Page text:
Here’s what the Bible has to say about how people should be treated (or how they were treated) based on their age.
God told his people to consecrate every firstborn male to him, whether they were humans or animals, and they would belong to him. I can’t tell if that’s a good thing or a bad thing for the firstborn. It could mean they’re declared sacred, and therefore entitled to respect. It could also mean they have to be dedicated to the service of God, which sounds a lot like forced labor.
It could even mean that God wants his people to make sacrifices of their firstborn sons. God says to do the same thing with your firstborn sons that you would do with firstborn animals, which are to be killed when they’re given to God. But it also says some animals and sons can be redeemed, and don’t have to be killed.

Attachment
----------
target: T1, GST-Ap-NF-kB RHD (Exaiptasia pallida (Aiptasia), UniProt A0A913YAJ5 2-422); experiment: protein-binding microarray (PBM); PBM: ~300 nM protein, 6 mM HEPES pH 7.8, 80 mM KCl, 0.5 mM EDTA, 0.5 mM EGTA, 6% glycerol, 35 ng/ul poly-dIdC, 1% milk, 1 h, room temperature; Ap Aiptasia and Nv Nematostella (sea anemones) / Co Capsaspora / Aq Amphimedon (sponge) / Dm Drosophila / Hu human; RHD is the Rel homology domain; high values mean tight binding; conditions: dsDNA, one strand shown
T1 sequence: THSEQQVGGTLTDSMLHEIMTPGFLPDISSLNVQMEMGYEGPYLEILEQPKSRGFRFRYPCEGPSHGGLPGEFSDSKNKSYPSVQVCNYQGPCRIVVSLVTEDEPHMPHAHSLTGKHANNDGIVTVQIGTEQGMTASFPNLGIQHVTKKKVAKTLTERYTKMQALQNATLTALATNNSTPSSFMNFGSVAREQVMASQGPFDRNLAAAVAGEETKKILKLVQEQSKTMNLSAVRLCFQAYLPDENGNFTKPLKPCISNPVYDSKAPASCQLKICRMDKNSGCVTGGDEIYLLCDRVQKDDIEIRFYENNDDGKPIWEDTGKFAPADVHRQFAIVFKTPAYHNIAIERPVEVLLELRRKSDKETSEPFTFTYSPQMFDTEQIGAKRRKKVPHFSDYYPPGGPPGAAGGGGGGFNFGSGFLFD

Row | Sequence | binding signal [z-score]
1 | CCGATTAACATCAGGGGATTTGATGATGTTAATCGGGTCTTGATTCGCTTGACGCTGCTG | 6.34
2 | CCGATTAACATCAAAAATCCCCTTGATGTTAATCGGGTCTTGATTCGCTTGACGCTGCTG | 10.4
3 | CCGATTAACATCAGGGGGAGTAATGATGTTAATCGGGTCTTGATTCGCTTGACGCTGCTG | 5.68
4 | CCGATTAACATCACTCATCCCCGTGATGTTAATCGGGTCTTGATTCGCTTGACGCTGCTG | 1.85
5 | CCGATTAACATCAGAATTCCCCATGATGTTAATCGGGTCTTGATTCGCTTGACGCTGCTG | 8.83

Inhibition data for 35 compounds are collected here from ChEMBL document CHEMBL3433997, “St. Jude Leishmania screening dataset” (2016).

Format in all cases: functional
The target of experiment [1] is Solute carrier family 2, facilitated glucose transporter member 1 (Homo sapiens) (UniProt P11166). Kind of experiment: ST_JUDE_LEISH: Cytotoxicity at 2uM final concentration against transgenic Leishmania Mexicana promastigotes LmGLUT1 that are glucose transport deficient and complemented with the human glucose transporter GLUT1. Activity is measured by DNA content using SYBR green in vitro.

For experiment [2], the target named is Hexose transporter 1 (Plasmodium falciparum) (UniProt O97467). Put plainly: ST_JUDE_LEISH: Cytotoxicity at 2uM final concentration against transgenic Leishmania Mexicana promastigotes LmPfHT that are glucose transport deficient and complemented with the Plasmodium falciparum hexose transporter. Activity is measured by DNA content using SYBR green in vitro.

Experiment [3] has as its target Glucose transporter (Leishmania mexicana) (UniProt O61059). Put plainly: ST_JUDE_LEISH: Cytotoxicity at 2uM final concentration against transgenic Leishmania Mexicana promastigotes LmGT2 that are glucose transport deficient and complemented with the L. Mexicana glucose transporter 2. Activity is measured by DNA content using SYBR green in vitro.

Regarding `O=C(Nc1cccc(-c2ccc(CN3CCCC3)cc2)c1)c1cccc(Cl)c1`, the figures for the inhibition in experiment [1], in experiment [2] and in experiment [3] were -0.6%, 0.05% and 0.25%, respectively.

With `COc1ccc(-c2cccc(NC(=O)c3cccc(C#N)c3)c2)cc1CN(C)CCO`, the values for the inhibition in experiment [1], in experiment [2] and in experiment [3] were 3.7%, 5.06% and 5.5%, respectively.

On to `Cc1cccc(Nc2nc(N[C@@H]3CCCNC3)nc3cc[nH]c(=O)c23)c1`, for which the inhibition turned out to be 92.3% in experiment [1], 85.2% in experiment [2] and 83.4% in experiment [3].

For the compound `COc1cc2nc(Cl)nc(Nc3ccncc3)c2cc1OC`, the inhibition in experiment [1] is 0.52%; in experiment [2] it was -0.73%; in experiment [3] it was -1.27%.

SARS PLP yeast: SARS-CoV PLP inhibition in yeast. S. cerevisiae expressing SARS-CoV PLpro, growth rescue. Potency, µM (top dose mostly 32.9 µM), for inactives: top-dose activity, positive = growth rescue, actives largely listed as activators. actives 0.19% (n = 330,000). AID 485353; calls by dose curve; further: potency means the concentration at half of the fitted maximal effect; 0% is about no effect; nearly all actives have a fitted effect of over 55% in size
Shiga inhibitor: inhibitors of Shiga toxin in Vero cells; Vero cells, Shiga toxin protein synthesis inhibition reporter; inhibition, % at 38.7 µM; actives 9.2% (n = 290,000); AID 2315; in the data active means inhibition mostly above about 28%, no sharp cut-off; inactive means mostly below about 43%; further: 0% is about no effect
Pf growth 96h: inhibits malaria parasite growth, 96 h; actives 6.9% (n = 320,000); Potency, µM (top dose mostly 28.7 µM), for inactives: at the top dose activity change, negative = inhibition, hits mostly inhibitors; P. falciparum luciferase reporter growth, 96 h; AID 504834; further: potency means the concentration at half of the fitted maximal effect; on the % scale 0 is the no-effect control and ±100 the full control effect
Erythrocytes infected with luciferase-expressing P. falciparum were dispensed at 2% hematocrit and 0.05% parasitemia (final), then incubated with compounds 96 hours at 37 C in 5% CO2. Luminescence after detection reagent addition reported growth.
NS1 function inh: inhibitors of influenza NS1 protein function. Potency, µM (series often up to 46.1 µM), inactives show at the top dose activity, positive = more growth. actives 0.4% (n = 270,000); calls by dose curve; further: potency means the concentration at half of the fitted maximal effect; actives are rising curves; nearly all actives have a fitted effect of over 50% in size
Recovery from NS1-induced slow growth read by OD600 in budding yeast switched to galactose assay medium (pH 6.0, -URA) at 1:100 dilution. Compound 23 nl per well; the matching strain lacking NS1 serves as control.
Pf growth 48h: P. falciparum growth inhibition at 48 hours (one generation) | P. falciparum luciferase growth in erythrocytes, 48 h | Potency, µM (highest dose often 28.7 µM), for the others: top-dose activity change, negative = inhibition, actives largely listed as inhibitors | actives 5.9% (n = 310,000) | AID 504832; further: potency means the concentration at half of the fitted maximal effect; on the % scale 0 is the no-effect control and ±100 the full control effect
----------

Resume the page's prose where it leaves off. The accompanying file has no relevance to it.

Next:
Whatever it means, God apparently decided the Levites would replace the firstborn males in that role. So it doesn’t even really matter what would have happened to the firstborn. Or does it? A thousand years later, the Jews still thought they needed to bring the firstborn of their sons and livestock to the house of God…
There’s a passage where God tells exactly how much he thinks different kinds of people are worth. For instance, he thinks males are always worth more than females of the same age. As for age differences in value, God says 20-60-year-olds are worth the most. People between five and twenty are less valuable, and people over 60 are worth less than that. Children one month to five years old are valued even less. And babies under a month old aren’t even worth mentioning.
God assigned duties at the tent of meeting to male Levites who were 25 or older. But he didn’t allow them to work anymore after they reached 50.
The psalmist who wrote the longest chapter in the Bible claimed to have more understanding than the elders.
God mentioned that when Babylon attacked his people, they showed no mercy even to the aged. I can’t tell if he approves of that, though. That chapter is generally disapproving of Babylon, but punishing his people is exactly what God wanted Babylon to do…